 Never allow your stove to get wet. Put the stove inside the tent when not in use and before going to sleep so that it will not be exposed
to rain and dew.

 Always make sure that the pump is properly lubricated. This is to maintain pumping efficiency.  As much as possible, stoves must be kept in an upright position. Pack it in such a way that it will not fall on its side. This is to prevent
fuel spillage. Make sure that the stove is no longer pressurized before you pack it to prevent clogs.

 Although a stove is made of metal, it may also be deformed if not stored in a proper container. Dents in stoves may damage some of its
internal parts leading to malfunctions. There are available stove containers in the market, but you can also put the stove inside a large cookset or caldero.

the metal parts of the stove. Troubleshooting Listed below is a list of common stove problems and their solutions. Some problems can be remedied by the reasonably knowledgeable owner; others may necessitate bringing the stove to a repair shop. The vast majority of stove problems are caused by using improper fuel or by leaving fuel in the tank over a long period of time. Fuel left in the tank will form gums that impairs the stove’s performance. This does not apply to butane cartridges. 1. Failure to operate or weak flame a. Clogged - stoves should be disassembled and cleaned. Some parts may require replacement. b. Leak in safety valve in tank cap - Replace cap

 Lastly, make sure that the stove is always clean. Just wipe off the dirt or mud found on its surface. This helps prevent the corrosion of

c. Low vapor pressure - Pump up pressure; insulate from cold. d. Improper fuel- Empty stove and fill it up using the correct type. 2. Stove surges and has dirty, yellow flame a. Clogged - Adjust flame control lever (high to low, then low to high) repeatedly until the clog is cleared, or until blue flame appears. Refer to item 1.a. b. Improper fuel type - Refer to item 1.d. c. Improper priming - Allow stove to cool, then prime again and light. 3. Stove stays lit for a few second, then dies a. Slow pressure leak in tank cap – Replace tank cap gasket. 4. Stove will not build up pressure when primed a. Blown safety valve - Replace tank cap. Once blown, a safety valve will not hold much pressure. b. Pump up leather has dried out - apply oil to pump leather. c. Deformed tank lid gasket - Replace or reshape gasket. Source: Troubleshooting: Coleman stoves Part 4: Outdoor Cooking Do not cook inside the tent except during bad weather. If your tent has enough headroom in the vestibule, it is advisable that you cook there. Prime your stove properly outside the tent and make sure your stove is hot and going before bringing it in. This reduces the chances of “stove flare” wherein unvaporized fuel reaches the height of a few centimeters to two feet. Have a frying pan ready to cover the stove in case of stove flares. Use an earthpad to protect your floor from heat and spills from the stove. Ventilate the tent properly and keep movement to a minimum. It is easy to knock over a stove in a cramped tent. Preparing the Cooking Area  A suitable cooking area should facilitate convenience and ensure safety. Clear the ground of flammable materials. It is imperative that your stove and pot are stable. Mountaineers abounds with stories of rice and hot soup spilled on the ground or on somebody’s lap due to precarious stove.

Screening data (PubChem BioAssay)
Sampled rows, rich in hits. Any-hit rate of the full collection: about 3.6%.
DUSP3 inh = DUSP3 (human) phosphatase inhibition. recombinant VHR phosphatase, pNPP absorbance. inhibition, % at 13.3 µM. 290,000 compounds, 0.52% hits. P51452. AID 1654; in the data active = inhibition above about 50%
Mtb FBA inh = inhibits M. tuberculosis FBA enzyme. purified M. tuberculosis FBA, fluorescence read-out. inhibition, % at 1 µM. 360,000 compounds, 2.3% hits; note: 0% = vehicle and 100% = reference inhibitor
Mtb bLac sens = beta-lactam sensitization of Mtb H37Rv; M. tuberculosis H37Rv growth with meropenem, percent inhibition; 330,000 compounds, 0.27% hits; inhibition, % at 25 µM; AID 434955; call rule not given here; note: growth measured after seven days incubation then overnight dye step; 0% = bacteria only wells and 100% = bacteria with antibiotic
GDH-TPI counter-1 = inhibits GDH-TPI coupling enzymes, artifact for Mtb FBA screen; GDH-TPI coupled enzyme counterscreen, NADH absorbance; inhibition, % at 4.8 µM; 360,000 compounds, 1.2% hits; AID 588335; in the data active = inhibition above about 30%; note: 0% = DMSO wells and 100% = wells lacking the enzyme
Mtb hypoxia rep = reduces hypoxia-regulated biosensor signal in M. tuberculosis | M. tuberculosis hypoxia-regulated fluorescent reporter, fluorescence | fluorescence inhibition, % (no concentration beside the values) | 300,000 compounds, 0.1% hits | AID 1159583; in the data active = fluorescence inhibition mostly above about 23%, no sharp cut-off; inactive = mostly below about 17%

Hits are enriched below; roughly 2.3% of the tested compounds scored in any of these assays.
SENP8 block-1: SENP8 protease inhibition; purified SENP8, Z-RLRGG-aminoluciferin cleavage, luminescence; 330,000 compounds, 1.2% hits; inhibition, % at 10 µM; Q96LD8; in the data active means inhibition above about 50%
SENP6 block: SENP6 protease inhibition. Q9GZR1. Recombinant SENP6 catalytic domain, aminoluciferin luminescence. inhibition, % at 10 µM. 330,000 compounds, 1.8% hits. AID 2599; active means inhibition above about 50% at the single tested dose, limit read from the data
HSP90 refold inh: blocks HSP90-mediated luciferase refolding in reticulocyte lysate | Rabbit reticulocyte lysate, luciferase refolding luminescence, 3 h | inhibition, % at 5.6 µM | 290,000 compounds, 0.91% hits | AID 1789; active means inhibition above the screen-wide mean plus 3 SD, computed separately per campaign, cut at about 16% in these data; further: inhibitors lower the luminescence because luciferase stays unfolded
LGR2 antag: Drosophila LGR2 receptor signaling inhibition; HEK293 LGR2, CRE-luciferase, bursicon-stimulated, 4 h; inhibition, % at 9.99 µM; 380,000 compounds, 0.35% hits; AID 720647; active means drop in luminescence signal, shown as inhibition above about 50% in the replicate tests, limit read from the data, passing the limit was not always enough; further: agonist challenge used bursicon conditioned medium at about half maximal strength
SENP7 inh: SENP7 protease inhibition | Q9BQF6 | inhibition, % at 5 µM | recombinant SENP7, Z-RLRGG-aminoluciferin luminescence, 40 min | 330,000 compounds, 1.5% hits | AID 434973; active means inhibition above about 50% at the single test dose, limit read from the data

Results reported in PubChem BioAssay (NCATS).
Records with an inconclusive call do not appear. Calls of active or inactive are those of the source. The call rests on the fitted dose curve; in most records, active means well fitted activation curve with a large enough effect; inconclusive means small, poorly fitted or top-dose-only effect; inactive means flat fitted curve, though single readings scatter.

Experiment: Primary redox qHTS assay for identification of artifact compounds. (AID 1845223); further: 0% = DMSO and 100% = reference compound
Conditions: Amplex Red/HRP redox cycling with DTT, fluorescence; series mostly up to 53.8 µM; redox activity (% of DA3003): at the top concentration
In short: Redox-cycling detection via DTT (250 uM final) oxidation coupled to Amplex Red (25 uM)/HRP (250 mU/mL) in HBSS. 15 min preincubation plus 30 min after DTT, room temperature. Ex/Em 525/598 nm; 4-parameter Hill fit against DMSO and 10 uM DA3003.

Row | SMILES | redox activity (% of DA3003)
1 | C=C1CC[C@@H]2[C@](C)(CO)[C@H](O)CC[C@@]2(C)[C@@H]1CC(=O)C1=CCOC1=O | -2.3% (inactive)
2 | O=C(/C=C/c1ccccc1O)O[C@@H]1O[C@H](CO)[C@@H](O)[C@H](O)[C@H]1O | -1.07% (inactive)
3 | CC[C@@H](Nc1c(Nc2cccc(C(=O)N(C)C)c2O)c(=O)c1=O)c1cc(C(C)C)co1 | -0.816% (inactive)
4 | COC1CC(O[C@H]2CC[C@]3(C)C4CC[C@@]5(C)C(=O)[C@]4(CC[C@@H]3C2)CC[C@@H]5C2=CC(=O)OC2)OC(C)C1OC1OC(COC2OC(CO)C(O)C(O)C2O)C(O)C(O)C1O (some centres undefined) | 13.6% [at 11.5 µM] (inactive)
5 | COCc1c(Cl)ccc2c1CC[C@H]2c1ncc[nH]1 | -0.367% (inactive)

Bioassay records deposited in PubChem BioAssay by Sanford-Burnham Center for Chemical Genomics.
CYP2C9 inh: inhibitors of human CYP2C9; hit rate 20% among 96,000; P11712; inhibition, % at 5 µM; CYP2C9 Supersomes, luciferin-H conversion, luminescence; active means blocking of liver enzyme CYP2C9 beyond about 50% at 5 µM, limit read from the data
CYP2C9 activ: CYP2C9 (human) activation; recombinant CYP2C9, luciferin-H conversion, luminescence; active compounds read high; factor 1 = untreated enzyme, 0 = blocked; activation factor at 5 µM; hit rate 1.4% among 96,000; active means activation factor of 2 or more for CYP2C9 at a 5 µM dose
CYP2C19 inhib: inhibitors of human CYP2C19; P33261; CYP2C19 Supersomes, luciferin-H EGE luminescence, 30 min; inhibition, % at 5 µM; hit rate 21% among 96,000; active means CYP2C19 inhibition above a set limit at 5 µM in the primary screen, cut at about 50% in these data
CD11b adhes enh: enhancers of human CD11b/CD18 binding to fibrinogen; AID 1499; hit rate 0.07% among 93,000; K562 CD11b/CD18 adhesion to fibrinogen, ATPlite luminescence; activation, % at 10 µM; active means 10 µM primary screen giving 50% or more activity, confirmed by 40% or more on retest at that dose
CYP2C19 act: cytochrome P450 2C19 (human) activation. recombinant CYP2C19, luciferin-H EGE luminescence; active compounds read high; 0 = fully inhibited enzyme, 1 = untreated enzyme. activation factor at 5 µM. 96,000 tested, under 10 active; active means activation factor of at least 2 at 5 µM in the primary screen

 Make sure that the kitchen is protected against strong winds. High winds can snuff out the flame and whisk away the heat. You can
shelter on the downwind side of the tent. You can also use your earthpad to block the wind off.

 If a campfire is built, be certain that you can set it up downwind from your tent at least three meters away. No want wants to sleep in a
smoked sleeping bag inside a tent full of burnt holes.

 Organize everything and within reach; set apart the supplies and garbage to decongest the cooking area.  Always use a trash bag. Segregate your garbage. Use separate plastics for biodegradable and non-biodegradable never throw leftover
on the ground.

 When using a campfire, smear soap at the botom of the pot. This enables you to take off the soot much easier when cleaning the pot. Cooking Rice Cooking a pot of rice is one of those everyday things that everyone has to do, but no-one seems to be able to do well! For most, the biggest problem is rice sticking to the bottom of the pot or burning altogether. With this technique, this is no longer a worry. Since the pot is not over an open flame and the steam will keep the pot moist even after the rice finishes cooking, you can walk away, forget about it, and go take a nap. Steps 1. Measure one (1) cup of normal, dry rice grains into a pot. 2. Place two (2) cups of cold water into the pot. 3. Place a well-sealed lid on the pot. 4. Place over a moderate to high heat. 5. When the rice comes to a rollling boil, turn down the heat to the minimum possible and continue heating for 5 more minutes. A "rolling boil" is large bubbles that cannot be dissipated by stirring. In other words, if you stir the liquid, large bubbles will keep breaking the surface. In making rice, the rolling boil is important so that enough steam builds up to completely cook the rice without it being over an open flame. 6. After 5 minutes, turn off heat. Do not lift the lid, as the steam inside will cook the rice through. 7. The pot of rice will be fully cooked, light and ready to eat about 10 minutes after the heat is turned off. 8. Take a little taste to be sure it is cooked (this should be no problem if you measured out the water correctly). If still a little crunchy, put the top back on to retain the steam, get a little bit of hot steaming water from the tap (not too much, maybe a ¼ cup) and add to the pot. Put the top back on and wait another few minutes.